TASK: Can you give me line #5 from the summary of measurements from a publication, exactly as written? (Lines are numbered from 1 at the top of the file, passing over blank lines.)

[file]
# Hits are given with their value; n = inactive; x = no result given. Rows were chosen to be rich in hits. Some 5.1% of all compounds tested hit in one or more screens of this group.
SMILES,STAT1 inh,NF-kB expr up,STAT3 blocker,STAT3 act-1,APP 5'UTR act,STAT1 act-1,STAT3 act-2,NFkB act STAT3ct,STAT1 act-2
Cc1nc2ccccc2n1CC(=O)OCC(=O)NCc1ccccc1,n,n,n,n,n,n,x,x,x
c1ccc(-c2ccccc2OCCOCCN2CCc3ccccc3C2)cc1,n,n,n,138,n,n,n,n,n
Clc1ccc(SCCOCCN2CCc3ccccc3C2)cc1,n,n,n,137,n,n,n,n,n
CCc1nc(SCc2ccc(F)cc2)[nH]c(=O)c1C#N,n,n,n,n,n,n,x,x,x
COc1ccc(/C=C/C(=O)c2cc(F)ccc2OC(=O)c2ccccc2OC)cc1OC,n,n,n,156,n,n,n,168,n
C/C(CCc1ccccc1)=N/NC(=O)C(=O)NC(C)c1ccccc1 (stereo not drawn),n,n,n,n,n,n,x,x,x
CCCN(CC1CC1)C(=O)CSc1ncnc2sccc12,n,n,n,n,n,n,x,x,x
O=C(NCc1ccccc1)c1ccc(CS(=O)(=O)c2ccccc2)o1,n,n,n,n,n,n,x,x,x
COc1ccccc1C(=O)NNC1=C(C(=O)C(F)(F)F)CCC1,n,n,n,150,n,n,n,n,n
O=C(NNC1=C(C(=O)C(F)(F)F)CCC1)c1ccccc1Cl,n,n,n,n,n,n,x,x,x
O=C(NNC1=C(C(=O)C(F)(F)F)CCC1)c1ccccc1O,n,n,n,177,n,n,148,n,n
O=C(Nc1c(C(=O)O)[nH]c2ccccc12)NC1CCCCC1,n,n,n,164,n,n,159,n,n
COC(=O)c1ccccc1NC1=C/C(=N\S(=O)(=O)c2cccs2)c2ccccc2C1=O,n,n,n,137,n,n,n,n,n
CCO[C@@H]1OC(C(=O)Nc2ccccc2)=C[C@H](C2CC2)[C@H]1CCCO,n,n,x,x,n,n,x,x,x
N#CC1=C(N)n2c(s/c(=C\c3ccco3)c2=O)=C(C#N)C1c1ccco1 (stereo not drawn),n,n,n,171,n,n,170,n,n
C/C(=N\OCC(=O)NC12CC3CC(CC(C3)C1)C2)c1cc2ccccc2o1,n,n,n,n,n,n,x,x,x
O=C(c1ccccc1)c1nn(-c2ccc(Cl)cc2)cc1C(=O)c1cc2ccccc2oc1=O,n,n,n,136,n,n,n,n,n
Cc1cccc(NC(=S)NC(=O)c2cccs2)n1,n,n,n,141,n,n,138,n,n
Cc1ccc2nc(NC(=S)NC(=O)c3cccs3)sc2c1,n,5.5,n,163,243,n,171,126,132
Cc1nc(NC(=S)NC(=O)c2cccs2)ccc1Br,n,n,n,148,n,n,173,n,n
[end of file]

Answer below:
Clc1ccc(SCCOCCN2CCc3ccccc3C2)cc1,n,n,n,137,n,n,n,n,n